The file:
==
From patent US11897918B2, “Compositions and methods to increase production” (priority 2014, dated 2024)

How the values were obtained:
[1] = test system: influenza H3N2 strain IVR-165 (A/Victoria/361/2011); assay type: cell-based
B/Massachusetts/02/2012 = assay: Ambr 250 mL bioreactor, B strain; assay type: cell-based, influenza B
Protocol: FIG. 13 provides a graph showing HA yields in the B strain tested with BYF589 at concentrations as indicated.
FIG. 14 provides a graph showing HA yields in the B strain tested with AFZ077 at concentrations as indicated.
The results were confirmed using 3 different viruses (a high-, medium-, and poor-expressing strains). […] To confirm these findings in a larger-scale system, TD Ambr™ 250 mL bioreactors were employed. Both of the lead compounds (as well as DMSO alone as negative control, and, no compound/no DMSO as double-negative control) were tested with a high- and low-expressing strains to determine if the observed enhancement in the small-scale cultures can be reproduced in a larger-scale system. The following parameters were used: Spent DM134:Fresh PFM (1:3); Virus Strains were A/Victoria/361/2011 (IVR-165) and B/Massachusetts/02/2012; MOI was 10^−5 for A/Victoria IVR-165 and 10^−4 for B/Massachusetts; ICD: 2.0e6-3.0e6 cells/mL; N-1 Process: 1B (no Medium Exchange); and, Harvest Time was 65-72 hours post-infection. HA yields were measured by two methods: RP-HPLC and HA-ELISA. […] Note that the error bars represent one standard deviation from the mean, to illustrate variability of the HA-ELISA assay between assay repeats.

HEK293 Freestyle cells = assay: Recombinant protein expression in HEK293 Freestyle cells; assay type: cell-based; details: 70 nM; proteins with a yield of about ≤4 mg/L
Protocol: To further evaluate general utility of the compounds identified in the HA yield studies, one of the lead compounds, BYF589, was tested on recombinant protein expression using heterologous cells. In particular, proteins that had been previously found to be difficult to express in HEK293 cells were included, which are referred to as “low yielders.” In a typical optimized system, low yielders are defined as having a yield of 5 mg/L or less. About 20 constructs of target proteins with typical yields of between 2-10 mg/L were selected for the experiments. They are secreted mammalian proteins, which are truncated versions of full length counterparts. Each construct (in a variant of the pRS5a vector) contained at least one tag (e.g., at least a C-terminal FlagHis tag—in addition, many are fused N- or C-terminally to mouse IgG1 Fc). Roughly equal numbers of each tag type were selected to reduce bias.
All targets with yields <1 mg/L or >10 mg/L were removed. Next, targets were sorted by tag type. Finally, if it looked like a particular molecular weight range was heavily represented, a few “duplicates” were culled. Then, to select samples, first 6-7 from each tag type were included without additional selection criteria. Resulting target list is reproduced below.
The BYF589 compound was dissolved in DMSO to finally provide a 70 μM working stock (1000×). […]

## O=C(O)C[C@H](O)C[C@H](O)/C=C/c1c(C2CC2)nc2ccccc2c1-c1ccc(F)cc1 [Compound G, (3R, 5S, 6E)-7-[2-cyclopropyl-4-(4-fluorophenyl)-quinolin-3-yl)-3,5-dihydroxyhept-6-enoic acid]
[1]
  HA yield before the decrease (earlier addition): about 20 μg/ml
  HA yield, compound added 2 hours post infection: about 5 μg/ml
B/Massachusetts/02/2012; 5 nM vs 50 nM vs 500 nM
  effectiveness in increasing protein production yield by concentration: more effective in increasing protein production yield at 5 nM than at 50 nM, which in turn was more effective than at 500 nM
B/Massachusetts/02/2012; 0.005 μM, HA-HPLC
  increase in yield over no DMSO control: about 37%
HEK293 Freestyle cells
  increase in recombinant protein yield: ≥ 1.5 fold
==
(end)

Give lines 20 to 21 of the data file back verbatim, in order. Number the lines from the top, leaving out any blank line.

HEK293 Freestyle cells
  increase in recombinant protein yield: ≥ 1.5 fold